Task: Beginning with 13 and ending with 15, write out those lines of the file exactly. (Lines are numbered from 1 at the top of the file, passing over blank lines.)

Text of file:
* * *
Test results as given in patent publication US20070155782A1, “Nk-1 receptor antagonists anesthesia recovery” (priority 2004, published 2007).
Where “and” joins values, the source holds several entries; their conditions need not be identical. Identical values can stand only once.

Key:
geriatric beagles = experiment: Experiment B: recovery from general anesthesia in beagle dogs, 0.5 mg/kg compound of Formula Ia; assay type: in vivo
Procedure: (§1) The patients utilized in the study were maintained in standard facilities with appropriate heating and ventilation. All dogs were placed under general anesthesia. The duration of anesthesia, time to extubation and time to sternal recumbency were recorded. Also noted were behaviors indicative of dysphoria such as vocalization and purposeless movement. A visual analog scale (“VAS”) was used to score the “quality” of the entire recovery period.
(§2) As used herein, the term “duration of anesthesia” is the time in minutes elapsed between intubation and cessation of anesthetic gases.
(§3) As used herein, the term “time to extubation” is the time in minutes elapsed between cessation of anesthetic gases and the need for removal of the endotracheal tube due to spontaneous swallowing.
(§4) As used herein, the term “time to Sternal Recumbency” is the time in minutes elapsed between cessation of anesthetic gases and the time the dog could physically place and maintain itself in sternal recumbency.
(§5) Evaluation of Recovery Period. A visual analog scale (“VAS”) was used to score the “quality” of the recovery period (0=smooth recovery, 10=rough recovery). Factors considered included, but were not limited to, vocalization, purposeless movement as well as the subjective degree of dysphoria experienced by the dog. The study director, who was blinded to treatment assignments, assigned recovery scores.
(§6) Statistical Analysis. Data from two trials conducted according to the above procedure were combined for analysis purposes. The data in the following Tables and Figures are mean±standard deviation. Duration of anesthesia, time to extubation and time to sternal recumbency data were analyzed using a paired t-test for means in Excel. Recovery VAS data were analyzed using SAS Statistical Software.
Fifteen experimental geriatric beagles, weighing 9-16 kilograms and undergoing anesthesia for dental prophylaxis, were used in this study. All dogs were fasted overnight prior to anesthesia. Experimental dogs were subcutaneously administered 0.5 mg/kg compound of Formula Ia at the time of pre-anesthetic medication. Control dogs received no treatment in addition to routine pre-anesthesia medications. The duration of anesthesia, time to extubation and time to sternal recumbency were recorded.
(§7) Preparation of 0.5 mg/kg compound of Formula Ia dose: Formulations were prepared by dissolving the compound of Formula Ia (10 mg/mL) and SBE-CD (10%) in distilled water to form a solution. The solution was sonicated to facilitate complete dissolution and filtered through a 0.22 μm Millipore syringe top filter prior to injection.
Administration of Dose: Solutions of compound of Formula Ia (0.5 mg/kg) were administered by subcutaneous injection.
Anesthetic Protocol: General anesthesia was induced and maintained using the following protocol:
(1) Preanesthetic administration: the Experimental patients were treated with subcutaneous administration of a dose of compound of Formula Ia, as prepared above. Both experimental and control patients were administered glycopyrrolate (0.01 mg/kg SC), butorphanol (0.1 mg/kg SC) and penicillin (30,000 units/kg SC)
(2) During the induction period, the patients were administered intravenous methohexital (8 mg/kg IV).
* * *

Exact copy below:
Administration of Dose: Solutions of compound of Formula Ia (0.5 mg/kg) were administered by subcutaneous injection.
Anesthetic Protocol: General anesthesia was induced and maintained using the following protocol:
(1) Preanesthetic administration: the Experimental patients were treated with subcutaneous administration of a dose of compound of Formula Ia, as prepared above. Both experimental and control patients were administered glycopyrrolate (0.01 mg/kg SC), butorphanol (0.1 mg/kg SC) and penicillin (30,000 units/kg SC)